I read Let’s Pretend This Never Happened, so I knew Jenny Lawson’s follow-up would be, well, not good before-bed reading due to the giggle fits my husband compares to a sneezing squirrel. Lawson makes me laugh — a lot — partially because she’s crazy, and I’m crazy, too.
I’m not talking straightjacket crazy (although some days, it’s a close call). I’m talking depressive-anxiety disorder crazy — mental illnesses Lawson and I both share. She’s been diagnosed with both for most of her life. My own problems didn’t show up in full force until after college, but they’re here now and they’re not going anywhere.
Furiously Happy is a collection of Lawson’s essays, inspired by a blog post she wrote in 2010 in which she demanded she would not just be happy but “FURIOUSLY happy… VEHEMENTLY happy” to combat her depression and live life to the happy point of possible irresponsibility — in a good way. Her blog post hit home, and not long after, “furiously happy” became a trending hashtag on Twitter. Ergo, a book.
Lawson warns at the beginning that Furiously Happy is “A Funny Book About Horrible Things” — those “horrible things” being mental illness. And there are sections of the book that are horrible because, as a fellow sufferer, I felt Lawson’s pain, terror and utter despair.
When she delved into self-harm, she explained to her therapist, “I just hurt… inside. And when I tear at the outside, it makes me feel less torn on the inside.” As a recovering cutter, I get it. I get it so much that it does hurt.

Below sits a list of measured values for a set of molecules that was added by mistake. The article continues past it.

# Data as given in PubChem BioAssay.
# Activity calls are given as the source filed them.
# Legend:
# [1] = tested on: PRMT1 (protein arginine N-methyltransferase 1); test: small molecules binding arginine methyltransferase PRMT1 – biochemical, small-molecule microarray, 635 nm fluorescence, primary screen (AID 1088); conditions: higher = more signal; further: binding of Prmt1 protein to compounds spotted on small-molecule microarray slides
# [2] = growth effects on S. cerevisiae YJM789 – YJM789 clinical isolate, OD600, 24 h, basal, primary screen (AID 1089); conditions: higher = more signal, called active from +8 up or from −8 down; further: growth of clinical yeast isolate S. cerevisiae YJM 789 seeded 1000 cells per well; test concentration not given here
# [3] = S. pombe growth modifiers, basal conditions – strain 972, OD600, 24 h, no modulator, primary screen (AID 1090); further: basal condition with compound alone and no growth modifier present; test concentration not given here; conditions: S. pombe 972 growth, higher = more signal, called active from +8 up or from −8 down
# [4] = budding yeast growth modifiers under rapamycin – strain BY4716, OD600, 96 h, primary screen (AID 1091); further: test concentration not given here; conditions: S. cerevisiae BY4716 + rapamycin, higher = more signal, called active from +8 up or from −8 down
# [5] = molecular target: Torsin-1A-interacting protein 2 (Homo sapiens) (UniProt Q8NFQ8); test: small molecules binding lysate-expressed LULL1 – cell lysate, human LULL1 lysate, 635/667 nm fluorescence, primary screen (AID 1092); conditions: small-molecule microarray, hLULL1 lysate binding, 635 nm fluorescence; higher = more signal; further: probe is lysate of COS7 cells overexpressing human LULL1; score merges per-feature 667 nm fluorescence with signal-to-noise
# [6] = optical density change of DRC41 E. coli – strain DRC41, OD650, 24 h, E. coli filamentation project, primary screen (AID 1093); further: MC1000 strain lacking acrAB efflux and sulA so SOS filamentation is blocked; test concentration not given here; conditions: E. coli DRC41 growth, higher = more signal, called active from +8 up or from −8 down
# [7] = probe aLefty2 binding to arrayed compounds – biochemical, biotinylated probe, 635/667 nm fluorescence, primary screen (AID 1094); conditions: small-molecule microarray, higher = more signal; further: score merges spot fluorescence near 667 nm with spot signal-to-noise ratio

She discusses the uncontrollable anxiety she suffered on her first book tour, during which she sometimes hid in her hotel room, unable to function. I get it, since I sometimes have to leave restaurants because I think everyone is staring at me, judging me. See how crazy that sounds? Yet, this is what people with mental illness live with every day.
True to form, Lawson takes things almost too far, including but not limited to her discussion of taxidermy (featuring Rory, the dead raccoon) and long interludes with her husband, the long-suffering Victor. Yet, when she goes too far, I was still laughing — furiously.
See, Lawson is so right when she says, “With honesty comes empowerment.” When we own up to our weirdness, our quirks, our terrible habits and, yes, our mental illnesses, we take away the power of the dark side. And no, I’m not talking about Star Wars.
Depression is horrible. Anxiety is horrible. Mix them together and you have the worst cocktail ever. In Furiously Happy, Lawson willingly puts herself out there and admits to all her embarrassing and often misunderstood moments of terror. Her book is for anyone who suffers from mental illness or knows someone who does. I even made my (equally long-suffering) husband read segments so I could point and shout, “See! It’s not just me!”
Whether exploring the brilliant spoon theory or the empowering realization that she was once the youngest person in the entire world, Lawson treats mental illness with a tender, witty hand and makes me want to embrace the weird and thrive in life with a cackle and hoot.